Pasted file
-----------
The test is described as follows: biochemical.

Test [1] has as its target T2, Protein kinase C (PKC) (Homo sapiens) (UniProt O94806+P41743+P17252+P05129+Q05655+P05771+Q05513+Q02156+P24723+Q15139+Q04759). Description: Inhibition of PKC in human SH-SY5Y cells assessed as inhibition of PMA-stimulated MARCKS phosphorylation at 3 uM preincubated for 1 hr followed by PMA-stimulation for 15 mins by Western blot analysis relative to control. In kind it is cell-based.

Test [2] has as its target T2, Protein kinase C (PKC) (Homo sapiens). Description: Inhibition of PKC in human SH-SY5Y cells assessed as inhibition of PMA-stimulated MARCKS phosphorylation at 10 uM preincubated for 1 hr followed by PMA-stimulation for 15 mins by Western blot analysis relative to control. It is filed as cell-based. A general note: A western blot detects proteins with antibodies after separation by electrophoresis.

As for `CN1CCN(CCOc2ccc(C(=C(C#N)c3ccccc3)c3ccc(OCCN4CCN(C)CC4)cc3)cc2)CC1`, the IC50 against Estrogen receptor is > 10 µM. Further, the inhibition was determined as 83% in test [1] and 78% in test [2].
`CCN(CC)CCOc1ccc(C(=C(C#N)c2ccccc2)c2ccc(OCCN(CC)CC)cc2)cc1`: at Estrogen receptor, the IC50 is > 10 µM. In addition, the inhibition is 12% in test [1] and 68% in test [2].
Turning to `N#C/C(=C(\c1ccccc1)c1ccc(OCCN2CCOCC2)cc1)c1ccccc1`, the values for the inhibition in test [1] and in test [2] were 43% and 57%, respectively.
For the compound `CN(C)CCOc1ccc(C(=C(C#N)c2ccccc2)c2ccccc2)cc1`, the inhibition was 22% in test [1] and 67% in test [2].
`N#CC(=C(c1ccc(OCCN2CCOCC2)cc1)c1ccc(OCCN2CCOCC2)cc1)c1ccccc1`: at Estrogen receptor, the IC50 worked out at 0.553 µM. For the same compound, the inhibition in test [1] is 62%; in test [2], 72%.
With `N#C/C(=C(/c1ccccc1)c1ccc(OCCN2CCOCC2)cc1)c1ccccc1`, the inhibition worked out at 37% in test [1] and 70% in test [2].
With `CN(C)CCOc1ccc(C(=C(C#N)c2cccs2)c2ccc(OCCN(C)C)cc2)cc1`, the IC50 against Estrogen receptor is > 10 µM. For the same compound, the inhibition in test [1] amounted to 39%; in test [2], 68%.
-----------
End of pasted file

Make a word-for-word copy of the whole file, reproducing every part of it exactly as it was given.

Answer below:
The test is described as follows: biochemical.

Test [1] has as its target T2, Protein kinase C (PKC) (Homo sapiens) (UniProt O94806+P41743+P17252+P05129+Q05655+P05771+Q05513+Q02156+P24723+Q15139+Q04759). Description: Inhibition of PKC in human SH-SY5Y cells assessed as inhibition of PMA-stimulated MARCKS phosphorylation at 3 uM preincubated for 1 hr followed by PMA-stimulation for 15 mins by Western blot analysis relative to control. In kind it is cell-based.

Test [2] has as its target T2, Protein kinase C (PKC) (Homo sapiens). Description: Inhibition of PKC in human SH-SY5Y cells assessed as inhibition of PMA-stimulated MARCKS phosphorylation at 10 uM preincubated for 1 hr followed by PMA-stimulation for 15 mins by Western blot analysis relative to control. It is filed as cell-based. A general note: A western blot detects proteins with antibodies after separation by electrophoresis.

As for `CN1CCN(CCOc2ccc(C(=C(C#N)c3ccccc3)c3ccc(OCCN4CCN(C)CC4)cc3)cc2)CC1`, the IC50 against Estrogen receptor is > 10 µM. Further, the inhibition was determined as 83% in test [1] and 78% in test [2].
`CCN(CC)CCOc1ccc(C(=C(C#N)c2ccccc2)c2ccc(OCCN(CC)CC)cc2)cc1`: at Estrogen receptor, the IC50 is > 10 µM. In addition, the inhibition is 12% in test [1] and 68% in test [2].
Turning to `N#C/C(=C(\c1ccccc1)c1ccc(OCCN2CCOCC2)cc1)c1ccccc1`, the values for the inhibition in test [1] and in test [2] were 43% and 57%, respectively.
For the compound `CN(C)CCOc1ccc(C(=C(C#N)c2ccccc2)c2ccccc2)cc1`, the inhibition was 22% in test [1] and 67% in test [2].
`N#CC(=C(c1ccc(OCCN2CCOCC2)cc1)c1ccc(OCCN2CCOCC2)cc1)c1ccccc1`: at Estrogen receptor, the IC50 worked out at 0.553 µM. For the same compound, the inhibition in test [1] is 62%; in test [2], 72%.
With `N#C/C(=C(/c1ccccc1)c1ccc(OCCN2CCOCC2)cc1)c1ccccc1`, the inhibition worked out at 37% in test [1] and 70% in test [2].
With `CN(C)CCOc1ccc(C(=C(C#N)c2cccs2)c2ccc(OCCN(C)C)cc2)cc1`, the IC50 against Estrogen receptor is > 10 µM. For the same compound, the inhibition in test [1] amounted to 39%; in test [2], 68%.